JS: And that makes me think also about the scene near the end of the movie when Yoav is going to that naturalization finishing class and you show us a classroom full of immigrants and people who aren’t white. It struck me that the France that Yoav thinks he’s arriving into will no longer be that white country. He’ll have to broaden that French he’s learning. Can you share some insight about setting up that moment?
NL: You can see in the film that behind this tolerant facade there’s certain incapacity to integrate people completely for who they are, with their stories, their way of thinking. They have to learn history through the way the French see it and then they can be integrated. So to which extent can they remain themselves? On the other hand, they may speak French but they use words from their own language and sometimes the same grammatical structure, so they create another variation of the language. I think it’s one of the most fascinating and beautiful things. It’s a very optimistic phenomenon in anything: you can feel it in cinematic language, too. You always feel it though. If you think about North African directors who are now working in France, they are deconstructing language and their contributions to local cinema are marvelous.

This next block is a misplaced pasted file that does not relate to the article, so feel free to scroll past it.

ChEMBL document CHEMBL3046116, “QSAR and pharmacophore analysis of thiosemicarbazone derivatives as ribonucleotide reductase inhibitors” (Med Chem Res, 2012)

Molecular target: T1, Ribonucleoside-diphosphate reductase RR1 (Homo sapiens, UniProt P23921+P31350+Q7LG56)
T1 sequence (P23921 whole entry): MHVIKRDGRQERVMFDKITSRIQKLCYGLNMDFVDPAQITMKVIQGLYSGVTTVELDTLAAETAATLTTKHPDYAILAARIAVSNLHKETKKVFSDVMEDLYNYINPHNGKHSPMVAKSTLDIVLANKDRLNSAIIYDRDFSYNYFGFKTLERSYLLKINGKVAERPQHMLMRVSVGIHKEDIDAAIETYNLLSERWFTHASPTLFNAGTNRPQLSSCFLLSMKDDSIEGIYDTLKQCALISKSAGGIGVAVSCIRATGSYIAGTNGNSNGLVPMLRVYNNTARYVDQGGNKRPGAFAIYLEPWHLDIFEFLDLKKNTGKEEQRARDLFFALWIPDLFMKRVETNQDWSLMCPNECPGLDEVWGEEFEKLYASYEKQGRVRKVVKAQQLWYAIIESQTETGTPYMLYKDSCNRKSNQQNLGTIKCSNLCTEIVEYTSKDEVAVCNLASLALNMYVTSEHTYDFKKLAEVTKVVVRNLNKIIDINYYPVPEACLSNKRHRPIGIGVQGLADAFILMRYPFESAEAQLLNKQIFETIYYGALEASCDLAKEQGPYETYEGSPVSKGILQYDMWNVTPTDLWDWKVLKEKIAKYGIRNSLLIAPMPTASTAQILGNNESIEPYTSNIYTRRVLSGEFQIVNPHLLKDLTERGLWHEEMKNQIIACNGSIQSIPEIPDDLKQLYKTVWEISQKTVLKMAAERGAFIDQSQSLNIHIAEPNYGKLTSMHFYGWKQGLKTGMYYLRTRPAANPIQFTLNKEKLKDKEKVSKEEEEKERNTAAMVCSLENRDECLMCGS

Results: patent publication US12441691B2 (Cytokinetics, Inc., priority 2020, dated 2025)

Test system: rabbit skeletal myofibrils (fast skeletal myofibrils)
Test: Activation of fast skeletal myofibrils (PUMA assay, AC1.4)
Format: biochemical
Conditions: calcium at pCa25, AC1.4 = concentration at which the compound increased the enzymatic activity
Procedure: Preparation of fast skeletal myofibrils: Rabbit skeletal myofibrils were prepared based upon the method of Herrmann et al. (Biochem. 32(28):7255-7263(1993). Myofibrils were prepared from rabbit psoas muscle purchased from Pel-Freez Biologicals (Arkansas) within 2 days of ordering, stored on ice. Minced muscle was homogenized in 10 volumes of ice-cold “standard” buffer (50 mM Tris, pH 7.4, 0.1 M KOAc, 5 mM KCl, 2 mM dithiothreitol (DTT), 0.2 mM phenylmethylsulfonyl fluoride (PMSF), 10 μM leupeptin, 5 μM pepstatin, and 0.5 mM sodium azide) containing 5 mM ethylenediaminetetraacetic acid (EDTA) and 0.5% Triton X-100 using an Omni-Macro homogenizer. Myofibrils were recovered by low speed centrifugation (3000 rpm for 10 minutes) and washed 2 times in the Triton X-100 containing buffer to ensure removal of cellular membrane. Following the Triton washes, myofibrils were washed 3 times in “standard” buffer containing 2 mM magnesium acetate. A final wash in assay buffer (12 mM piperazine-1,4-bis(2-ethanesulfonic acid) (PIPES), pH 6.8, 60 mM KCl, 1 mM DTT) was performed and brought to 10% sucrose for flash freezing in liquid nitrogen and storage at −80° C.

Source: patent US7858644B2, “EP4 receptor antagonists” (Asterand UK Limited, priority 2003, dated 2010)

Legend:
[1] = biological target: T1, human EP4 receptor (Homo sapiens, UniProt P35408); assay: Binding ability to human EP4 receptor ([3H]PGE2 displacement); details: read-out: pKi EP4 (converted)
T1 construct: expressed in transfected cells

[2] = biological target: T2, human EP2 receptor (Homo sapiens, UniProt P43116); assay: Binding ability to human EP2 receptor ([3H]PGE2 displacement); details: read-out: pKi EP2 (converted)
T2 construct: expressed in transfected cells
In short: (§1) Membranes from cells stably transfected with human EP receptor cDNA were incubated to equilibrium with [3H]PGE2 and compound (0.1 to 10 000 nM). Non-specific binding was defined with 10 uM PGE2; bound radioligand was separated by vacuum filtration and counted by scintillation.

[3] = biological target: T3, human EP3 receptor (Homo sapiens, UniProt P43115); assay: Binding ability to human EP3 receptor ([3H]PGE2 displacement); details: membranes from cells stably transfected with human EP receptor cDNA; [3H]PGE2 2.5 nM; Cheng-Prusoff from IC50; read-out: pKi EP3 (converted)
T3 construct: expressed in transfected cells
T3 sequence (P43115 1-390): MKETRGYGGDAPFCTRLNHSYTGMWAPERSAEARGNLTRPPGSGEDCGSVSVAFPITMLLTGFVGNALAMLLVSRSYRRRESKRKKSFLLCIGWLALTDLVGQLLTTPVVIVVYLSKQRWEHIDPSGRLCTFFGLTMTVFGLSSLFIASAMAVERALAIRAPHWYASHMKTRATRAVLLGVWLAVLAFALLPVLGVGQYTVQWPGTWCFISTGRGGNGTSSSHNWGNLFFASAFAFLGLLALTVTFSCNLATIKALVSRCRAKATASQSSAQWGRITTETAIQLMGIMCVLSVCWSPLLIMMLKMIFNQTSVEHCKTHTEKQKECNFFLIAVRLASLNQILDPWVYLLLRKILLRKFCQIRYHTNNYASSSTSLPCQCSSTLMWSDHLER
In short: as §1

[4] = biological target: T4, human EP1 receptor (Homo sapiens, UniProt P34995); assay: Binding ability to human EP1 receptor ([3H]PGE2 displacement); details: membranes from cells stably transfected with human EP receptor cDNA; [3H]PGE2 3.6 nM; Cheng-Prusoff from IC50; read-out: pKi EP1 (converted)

JS: Staying with the theme, when you dream, whose films do they look like?
NL: Who directs my dreams?
NL: I think I’ve been asked 20,000 questions about this movie, but never this one. I’d like my dreams to be directed by Leos Carax; that sounds to me like a dream I’d love to be in. In my dreams, when I’m in pre-production and thinking about the shooting plan, sometimes I find great illusion and invention. Sometimes my dreams enable me to detach myself from certain trivialities of the filmmaking process, which are dangerous and the filmmakers should avoid.